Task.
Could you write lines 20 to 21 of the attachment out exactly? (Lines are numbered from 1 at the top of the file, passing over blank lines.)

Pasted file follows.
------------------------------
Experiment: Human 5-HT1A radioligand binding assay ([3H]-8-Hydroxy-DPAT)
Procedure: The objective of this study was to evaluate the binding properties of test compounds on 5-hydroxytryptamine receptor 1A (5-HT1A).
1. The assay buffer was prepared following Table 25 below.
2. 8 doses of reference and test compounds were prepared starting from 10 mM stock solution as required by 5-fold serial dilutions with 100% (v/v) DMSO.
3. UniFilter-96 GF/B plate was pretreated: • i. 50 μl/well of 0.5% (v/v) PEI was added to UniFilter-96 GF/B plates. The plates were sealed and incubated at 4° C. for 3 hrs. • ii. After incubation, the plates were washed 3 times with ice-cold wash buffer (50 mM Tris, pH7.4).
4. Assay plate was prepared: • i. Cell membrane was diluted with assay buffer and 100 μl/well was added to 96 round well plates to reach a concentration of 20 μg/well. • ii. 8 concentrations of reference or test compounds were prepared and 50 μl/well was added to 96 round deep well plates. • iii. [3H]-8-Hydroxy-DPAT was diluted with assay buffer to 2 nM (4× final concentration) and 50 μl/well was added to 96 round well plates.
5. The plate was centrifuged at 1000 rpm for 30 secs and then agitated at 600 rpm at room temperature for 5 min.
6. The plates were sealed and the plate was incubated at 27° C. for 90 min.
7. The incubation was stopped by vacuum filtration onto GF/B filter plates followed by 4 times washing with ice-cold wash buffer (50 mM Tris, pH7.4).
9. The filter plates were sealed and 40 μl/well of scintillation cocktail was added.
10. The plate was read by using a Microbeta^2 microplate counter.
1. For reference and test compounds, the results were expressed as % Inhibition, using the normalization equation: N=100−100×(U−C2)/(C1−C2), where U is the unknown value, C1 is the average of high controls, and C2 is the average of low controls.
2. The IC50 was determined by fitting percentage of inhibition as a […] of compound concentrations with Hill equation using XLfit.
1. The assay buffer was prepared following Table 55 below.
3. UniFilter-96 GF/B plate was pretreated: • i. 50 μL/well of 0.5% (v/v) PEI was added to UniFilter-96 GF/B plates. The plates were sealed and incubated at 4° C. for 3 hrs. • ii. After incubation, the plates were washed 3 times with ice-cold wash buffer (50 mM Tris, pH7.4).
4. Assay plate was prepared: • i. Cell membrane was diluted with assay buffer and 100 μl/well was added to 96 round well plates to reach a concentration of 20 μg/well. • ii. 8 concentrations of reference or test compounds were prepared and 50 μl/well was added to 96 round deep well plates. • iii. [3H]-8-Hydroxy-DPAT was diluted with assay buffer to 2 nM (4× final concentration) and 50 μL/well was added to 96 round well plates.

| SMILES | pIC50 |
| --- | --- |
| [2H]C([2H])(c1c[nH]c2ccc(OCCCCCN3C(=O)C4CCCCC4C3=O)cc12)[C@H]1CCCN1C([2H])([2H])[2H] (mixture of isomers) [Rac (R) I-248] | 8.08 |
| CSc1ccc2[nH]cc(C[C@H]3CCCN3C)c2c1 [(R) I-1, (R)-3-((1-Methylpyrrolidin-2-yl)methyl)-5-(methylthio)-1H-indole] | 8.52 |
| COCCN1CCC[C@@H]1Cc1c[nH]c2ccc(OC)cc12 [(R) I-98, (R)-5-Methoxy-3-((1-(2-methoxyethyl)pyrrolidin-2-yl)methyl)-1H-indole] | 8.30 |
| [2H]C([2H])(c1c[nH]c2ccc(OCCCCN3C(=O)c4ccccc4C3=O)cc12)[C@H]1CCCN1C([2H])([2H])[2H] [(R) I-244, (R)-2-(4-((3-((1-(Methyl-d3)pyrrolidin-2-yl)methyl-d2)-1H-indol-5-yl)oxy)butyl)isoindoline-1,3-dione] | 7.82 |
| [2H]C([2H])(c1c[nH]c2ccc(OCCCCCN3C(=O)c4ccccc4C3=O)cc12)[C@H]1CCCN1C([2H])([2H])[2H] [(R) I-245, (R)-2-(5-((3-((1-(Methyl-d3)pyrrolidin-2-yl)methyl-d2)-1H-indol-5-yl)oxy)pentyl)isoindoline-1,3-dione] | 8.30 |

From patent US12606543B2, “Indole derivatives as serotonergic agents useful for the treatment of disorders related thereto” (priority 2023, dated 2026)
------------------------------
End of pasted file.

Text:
| CSc1ccc2[nH]cc(C[C@H]3CCCN3C)c2c1 [(R) I-1, (R)-3-((1-Methylpyrrolidin-2-yl)methyl)-5-(methylthio)-1H-indole] | 8.52 |
| COCCN1CCC[C@@H]1Cc1c[nH]c2ccc(OC)cc12 [(R) I-98, (R)-5-Methoxy-3-((1-(2-methoxyethyl)pyrrolidin-2-yl)methyl)-1H-indole] | 8.30 |